The Stephanie Pasentine is Metal Shark’s first steel new build and first inland towboat. (Photo courtesy of Metal Shark Alabama)

Metal Shark Alabama Delivers First Inland Towboat

By Nelson Spencer
and Frank McCormack

Metal Shark, a vessel designer and builder with shipyards in Jeanerette and Franklin, La., and Bayou La Batre, Ala., recently delivered its first-ever steel new build and first inland towboat to Mandeville, La.-based Florida Marine Transporters Inc. (FMT).

The four-decked, welded-steel mv. Stephanie Pasentine, designed by John W. Gilbert Associates Inc., measures 120 feet long by 35 feet wide by 11.5 feet deep. With tankage for 56,000 gallons of fuel, 12,000 gallons of potable water, 1,000 gallons of lube oil and 2,000 gallons of slop oil, the vessel draws nine feet. It has a pilothouse eyelevel of 33 feet.

Engineroom of the Stephanie Pasentine. (Photo courtesy of Metal Shark Alabama)
Engineroom of the Stephanie Pasentine. (Photo courtesy of Metal Shark Alabama)

Two Caterpillar 3512 mains provide a total of 4,022 hp. at 1,600 rpm. The engines are mated to Twin Disc 6.56:1 reduction gears from Sewart. The 100-inch Sound propellers have 9.5-inch shafts with Wartsila seals and Cutlass bearings. The engines are cooled by Duraweld coolers from Eastpark Radiator. Ship’s service power comes from two John Deere 200 kw. generators. EMI supplied the engine alarms.

The fully redundant, electro-over-hydraulic steering system is also by EMI. Herbert Hiller supplied the vessel’s fixed fire protection equipment. Fendering is by Schuyler. Deck equipment includes two Patterson 65-ton winches, two Patterson 40-ton winches and a 10 hp. Schoellhorn-Albrecht capstan.

The Stephanie Pasentine has accommodations for a nine-person crew, housed in three two-person staterooms and three single staterooms. Each stateroom has a full head. There is a Mitsubishi split air conditioning and heating system, and heavy mineral wool insulation throughout for the crew’s comfort. The galley, adjacent to a fully furnished lounge, features all stainless-steel appliances and granite countertops.

The mv. Stephanie Pasentine is named for the wife of Dennis J. Pasentine, president of Florida Marine Transporters, and the daughter-in-law of FMT CEO Dennis A. Pasentine, who founded the company in 1993. The Stephanie Pasentine is one of about 14 vessels in the queue for FMT from multiple shipyards. The forthcoming vessels will swell the total number of towboats in FMT’s fleet to close to 105.

The new towboat is the first in a three-vessel contract between Metal Shark and FMT. The contract was first announced in late 2018 after Metal Shark entered the inland towboat market by acquiring the assets of Horizon Shipbuilding. With that purchase, Metal Shark, up to that point known as a builder of welded aluminum vessels, took over the fully developed, 35-acre Alabama shipyard and began to expand into steel shipbuilding.

Since that time, Metal Shark has grown the Alabama yard from an “original 23” employees to more than 150 employees today.

“Looking back, yes, I guess that seems quick, but we’re used to doing things fast at Metal Shark,” said Metal Shark CEO Chris Allard, who formed Metal Shark with business partner Jimmy Gravois in 2005. “That attitude, that comfort with aggressive growth, plus some underlying factors, made it possible.”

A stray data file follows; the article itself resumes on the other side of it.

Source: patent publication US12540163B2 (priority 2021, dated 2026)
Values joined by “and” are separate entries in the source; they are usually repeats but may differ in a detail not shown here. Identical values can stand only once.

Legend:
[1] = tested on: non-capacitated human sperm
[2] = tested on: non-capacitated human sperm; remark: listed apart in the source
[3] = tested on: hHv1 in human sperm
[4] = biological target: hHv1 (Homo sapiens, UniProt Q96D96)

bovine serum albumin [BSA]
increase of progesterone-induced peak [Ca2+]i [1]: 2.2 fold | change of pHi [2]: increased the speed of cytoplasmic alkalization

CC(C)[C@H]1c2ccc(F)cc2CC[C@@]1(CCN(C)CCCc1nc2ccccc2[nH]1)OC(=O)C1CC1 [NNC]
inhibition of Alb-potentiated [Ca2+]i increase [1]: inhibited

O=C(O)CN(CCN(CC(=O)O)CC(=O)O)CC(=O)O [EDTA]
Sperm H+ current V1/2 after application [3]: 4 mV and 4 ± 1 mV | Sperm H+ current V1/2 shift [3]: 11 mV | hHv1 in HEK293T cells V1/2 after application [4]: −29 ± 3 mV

Allard said there was a strong foundation of shipbuilding already in place when Metal Shark acquired Horizon in 2018.

Wheelhouse. (Photo courtesy of Metal Shark Alabama)
Wheelhouse. (Photo courtesy of Metal Shark Alabama)

“While the head count was low when we acquired the yard, there was some built-in history in the way of clients and workforce that soon came into play,” he said. “Florida Marine Transporters choosing to come back and build at the yard was pivotal for us. FMT had a long history with Horizon, and Dennis Pasentine’s willingness to give the yard a fresh shot gave us the baseline to reconstitute a work force with repetitive builds. We will forever be in his debt for that opportunity.”

Allard also pointed to Doug Barrow, vice president of Metal Shark, and O.W. Brown, new construction manager, for positioning the Alabama shipyard for success.

“In my career, I have found education to be the result of a series of interactions, and I have been thrilled to watch and learn from Doug and O.W.,” Allard said.

Allard also thanked Mickey Cook and Steve McKnight, both formerly with Horizon.

“I first crossed paths with Mickey almost 20 years ago, and I continue to smile and learn while he quietly provides words of wisdom,” Allard said. “Steve faced a tough job too, with a bunch of young engineers from Metal Shark bringing their new ideas into a construction material and market where we had little experience. His willingness to be openminded, patient and a team player have made all the difference.”

Besides the remaining vessels for FMT, which are both scheduled for delivery this year, Metal Shark Alabama is also working on a 70-foot steel Z-drive tugboat for the North Carolina Department of Transportation, along with refit and repair work at the yard.

“We are impressed with the growth in that area,” Allard said of the repair work at the Alabama yard. “New construction gives us the long-term planning ability and allows us to grow the workforce, so we can accommodate multiple simultaneous refit and repair jobs, often on short notice. I see more opportunity in that area going forward.”

Allard said, for now, construction for Metal Shark is divided among small aluminum new construction at the Jeanerette yard, large aluminum new construction projects in Franklin, and steel construction in Alabama.

“That said, if in the future the need for additional aluminum capacity increases, we could certainly add it in Alabama,” he said. “The yard and the workforce have the capability and experience to do it.”